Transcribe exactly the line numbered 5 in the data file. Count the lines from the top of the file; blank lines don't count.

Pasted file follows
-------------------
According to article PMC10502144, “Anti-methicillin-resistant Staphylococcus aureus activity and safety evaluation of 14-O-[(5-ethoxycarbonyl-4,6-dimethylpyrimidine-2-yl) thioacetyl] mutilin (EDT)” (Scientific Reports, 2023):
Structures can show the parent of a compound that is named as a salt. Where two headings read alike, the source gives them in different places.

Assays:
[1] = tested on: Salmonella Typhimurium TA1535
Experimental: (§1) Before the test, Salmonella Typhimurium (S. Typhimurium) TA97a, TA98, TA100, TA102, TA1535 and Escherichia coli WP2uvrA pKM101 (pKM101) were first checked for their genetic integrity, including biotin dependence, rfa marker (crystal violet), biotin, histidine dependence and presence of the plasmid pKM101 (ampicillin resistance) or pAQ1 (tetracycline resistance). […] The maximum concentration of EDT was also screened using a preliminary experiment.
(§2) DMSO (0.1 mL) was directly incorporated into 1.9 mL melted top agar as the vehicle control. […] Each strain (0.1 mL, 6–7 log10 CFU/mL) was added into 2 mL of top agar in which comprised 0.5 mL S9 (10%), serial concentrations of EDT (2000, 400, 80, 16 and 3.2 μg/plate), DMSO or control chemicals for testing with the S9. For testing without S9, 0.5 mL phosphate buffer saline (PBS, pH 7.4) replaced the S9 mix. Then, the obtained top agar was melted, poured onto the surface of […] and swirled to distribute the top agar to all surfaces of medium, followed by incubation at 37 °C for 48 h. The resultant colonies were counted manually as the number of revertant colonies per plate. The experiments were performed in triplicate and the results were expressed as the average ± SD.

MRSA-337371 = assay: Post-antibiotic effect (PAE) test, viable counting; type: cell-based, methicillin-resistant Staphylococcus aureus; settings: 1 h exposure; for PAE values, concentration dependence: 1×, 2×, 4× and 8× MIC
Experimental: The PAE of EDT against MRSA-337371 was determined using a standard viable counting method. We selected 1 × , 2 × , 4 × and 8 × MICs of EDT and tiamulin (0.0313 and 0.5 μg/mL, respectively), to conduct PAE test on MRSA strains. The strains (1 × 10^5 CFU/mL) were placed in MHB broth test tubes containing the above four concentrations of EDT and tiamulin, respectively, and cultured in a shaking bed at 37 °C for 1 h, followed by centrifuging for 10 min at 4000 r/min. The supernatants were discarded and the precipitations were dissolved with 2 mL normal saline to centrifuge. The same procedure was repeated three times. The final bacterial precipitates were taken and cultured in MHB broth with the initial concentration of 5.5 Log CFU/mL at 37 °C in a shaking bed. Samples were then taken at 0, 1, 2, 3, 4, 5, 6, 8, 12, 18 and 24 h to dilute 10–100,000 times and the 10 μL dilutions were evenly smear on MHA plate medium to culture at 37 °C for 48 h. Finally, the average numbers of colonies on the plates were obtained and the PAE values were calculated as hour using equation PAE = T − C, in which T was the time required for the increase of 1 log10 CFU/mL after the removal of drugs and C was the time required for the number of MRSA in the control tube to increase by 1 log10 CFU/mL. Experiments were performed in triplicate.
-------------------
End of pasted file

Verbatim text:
Experimental: (§1) Before the test, Salmonella Typhimurium (S. Typhimurium) TA97a, TA98, TA100, TA102, TA1535 and Escherichia coli WP2uvrA pKM101 (pKM101) were first checked for their genetic integrity, including biotin dependence, rfa marker (crystal violet), biotin, histidine dependence and presence of the plasmid pKM101 (ampicillin resistance) or pAQ1 (tetracycline resistance). […] The maximum concentration of EDT was also screened using a preliminary experiment.